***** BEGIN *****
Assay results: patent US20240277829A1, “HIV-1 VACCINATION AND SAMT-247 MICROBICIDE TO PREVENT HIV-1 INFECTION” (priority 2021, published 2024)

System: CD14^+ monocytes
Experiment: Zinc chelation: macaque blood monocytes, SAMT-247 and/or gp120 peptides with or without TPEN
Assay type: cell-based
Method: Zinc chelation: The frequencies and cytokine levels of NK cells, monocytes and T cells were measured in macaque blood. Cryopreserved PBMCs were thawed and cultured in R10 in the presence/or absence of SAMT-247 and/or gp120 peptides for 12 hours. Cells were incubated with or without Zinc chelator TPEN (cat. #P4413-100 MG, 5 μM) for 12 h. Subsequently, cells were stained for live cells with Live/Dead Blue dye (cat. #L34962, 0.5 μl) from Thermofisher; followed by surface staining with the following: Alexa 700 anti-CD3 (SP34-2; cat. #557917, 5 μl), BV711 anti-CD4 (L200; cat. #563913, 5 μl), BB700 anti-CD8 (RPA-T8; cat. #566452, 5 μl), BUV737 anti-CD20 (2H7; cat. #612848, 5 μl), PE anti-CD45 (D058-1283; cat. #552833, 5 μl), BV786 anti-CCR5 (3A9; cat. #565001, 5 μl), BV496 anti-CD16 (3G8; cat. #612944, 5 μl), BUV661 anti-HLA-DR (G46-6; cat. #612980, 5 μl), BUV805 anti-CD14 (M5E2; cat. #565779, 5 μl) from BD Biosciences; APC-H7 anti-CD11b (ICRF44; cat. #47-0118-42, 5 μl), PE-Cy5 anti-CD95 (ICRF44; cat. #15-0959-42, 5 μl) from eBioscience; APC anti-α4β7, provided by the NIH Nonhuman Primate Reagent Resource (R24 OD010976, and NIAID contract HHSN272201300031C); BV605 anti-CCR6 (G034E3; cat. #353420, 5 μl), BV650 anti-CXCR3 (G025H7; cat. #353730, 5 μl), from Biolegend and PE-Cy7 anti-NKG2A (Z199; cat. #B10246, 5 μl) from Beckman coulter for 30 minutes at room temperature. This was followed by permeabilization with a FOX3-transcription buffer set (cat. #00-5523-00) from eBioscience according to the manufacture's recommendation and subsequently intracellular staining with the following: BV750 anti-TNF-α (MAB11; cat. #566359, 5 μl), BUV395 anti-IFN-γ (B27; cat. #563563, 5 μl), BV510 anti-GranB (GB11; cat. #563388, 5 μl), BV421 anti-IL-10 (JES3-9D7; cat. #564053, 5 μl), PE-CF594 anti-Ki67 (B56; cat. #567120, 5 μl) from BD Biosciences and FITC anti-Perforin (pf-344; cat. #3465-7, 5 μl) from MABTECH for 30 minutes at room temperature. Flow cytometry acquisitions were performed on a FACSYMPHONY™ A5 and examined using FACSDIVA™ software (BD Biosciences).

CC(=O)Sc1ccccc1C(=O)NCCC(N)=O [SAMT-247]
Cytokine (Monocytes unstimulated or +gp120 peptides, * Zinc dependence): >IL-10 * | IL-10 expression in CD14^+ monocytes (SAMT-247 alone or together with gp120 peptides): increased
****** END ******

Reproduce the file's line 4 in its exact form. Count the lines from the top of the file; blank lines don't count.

Assay type: cell-based